"We're still test driving strategies for new business, and have been engaged with some big pitches and clients. But there are still other areas to improve – and luckily we have great people who are willing to drive that."

Where gaps remain, Farizon has moved swiftly to plug them, last month hiring Sophie Price as Chief Strategy Officer and Prajat Khare as MD of Data-Led Planning & Systems Intelligence.

Both appointments offer a clue to Farizon and MediaCom’s strategic intent: While the Australian market can be very locally focused, he said, MediaCom cannot afford to get entirely caught up in the "fame and fortune" that comes with new business; the agency’s global agenda must be executed.

This includes moving into more consultancy-led capabilities around e-commerce and its dynamic creative and content production play, as outlined at the start of the year by global COO Josh Krichefski.  Scale alone, said Farizon, no longer cuts it.

"We can still be that agency MediaCom was, but different and better suited to what modern clients want – not what they wanted 10 years ago. It's not about being one thing only but about being something for everyone," he said.

"Let's face it, ad spend is coming back, it might bounce back this year but that's only to the levels of 2019. As an agency we need to develop more value add services – whether it's consultancy, content delivery, integration project or sports and entertainment sponsorships."

E-commerce: Not just for Covid

But Farizon sees e-commerce as the biggest immediate opportunity. It may be that Australia’s ‘digital transformation’ binge is about to suffer the same hangover that oversold martech systems are still sweating out years after the first wave of integrations.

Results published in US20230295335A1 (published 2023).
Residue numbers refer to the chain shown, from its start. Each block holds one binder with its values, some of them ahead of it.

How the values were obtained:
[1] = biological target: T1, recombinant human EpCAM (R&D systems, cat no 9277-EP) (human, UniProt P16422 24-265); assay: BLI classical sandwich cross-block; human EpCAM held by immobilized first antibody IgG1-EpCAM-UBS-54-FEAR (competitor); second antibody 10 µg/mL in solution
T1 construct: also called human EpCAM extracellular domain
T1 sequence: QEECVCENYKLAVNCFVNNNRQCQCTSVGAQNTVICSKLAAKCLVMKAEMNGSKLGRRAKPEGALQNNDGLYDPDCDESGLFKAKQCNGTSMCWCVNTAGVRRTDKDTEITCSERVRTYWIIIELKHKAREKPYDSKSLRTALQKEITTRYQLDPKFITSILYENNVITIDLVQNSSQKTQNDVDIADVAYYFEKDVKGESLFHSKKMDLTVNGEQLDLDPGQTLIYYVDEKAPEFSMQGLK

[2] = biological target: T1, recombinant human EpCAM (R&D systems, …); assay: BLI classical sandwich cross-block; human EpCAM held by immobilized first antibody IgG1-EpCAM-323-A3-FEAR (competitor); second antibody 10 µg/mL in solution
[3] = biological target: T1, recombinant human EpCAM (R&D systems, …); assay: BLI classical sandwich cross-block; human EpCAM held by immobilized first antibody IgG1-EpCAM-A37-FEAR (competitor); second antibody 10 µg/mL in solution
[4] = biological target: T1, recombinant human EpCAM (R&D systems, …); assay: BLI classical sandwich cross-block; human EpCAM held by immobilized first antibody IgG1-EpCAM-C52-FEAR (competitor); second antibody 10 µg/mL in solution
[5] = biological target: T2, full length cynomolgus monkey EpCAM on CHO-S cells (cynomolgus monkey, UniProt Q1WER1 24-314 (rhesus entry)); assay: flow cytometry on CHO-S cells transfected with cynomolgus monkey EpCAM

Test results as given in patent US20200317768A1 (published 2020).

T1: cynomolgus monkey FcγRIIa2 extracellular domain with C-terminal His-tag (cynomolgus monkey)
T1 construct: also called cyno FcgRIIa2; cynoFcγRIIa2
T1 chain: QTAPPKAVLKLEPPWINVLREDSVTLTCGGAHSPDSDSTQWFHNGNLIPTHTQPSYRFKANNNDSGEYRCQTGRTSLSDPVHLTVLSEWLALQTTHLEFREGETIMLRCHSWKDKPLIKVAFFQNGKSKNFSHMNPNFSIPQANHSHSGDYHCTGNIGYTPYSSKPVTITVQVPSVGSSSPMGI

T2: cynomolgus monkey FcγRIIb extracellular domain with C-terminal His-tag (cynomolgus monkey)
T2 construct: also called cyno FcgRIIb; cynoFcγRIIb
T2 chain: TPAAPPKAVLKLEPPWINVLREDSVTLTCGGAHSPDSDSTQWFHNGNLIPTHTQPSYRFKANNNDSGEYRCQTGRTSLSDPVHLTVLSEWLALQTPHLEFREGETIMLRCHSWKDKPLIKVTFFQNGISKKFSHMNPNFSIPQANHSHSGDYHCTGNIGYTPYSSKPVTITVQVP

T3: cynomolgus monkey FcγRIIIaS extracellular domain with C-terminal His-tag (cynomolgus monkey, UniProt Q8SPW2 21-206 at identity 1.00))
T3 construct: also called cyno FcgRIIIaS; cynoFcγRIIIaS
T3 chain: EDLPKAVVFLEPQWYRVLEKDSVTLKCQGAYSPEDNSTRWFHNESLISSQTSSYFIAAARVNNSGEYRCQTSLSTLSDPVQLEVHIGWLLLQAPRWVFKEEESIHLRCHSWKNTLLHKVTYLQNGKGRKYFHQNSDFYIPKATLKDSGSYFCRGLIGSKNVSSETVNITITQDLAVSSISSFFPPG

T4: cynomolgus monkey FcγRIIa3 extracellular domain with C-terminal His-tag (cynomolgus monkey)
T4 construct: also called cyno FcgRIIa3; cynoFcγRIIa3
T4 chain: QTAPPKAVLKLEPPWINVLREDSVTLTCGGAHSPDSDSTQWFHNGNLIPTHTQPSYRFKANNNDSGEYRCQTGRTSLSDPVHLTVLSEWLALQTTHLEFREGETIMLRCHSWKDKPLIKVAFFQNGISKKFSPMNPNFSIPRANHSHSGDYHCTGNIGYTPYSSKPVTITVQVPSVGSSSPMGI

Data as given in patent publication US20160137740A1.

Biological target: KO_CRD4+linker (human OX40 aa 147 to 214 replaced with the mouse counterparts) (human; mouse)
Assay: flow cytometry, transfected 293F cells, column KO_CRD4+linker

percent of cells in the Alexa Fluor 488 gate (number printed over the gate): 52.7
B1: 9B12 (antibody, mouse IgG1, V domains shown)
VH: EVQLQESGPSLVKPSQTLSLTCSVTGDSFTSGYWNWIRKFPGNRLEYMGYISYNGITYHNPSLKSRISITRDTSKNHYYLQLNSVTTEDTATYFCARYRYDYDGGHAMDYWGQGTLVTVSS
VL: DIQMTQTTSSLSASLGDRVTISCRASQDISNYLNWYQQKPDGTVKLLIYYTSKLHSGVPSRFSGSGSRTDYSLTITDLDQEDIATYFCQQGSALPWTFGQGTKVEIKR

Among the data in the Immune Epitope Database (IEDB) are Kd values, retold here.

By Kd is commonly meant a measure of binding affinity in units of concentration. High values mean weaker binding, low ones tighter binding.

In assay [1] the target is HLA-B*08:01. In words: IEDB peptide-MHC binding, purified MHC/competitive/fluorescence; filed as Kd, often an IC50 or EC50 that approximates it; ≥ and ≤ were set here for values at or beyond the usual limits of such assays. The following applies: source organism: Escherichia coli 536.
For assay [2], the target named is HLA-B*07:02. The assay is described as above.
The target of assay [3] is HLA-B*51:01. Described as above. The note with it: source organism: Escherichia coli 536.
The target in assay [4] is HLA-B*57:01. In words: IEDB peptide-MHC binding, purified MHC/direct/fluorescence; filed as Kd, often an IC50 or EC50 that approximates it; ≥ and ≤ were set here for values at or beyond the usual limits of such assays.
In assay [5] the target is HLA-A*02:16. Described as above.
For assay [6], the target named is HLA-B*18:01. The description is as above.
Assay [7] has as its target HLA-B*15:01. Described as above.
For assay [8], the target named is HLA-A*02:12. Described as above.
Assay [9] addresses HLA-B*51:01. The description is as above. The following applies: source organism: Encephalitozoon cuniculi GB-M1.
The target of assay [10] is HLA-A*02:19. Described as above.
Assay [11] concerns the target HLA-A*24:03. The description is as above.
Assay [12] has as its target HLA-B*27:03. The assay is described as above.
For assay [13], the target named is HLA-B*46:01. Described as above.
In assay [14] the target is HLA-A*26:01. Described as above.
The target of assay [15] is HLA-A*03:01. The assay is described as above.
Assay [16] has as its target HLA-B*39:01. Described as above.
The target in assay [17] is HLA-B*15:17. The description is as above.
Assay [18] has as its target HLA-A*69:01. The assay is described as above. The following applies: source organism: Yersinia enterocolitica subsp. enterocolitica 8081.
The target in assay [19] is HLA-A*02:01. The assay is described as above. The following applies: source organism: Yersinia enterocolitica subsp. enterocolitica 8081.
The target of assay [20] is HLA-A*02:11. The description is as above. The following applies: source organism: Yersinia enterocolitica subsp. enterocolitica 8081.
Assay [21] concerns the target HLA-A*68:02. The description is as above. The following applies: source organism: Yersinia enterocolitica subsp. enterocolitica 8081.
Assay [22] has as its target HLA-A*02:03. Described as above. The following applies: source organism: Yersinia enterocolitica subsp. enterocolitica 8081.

While brands have raced for digital transformation over the last 18 months, they now need agencies to tie those investments back to media buying, planning and attribution, as well as creative execution and user experience.

In other words, joining the dots and delivering the post-Covid roadmap, not just the enabling tech.

"Better leveraging technology is the now the way we as an agency can evolve a brand’s entire strategy, whether its optimising media spend, generating better measurement or guiding a client on the next stage of their digital and customer journey – it all has to connect," said Farizon.

"That's why I see e-commerce as low hanging fruit: clients have invested heavily into it. Now it is set up, they are increasingly questioning what they need to be doing to get the most out of it. That is why technology has to run through every aspect of our business, not be this cherry on top that only comes up at the end of the funnel.”

That could prove lucrative work – at least for agencies where previous integrations are starting to lose their shine.

The ability to re-engineer technological snafus while avoiding past mistakes and looking further and wider ahead than a consultant or integrator appears to be a key plank of Farizon’s plan. He thinks the territory is fertile.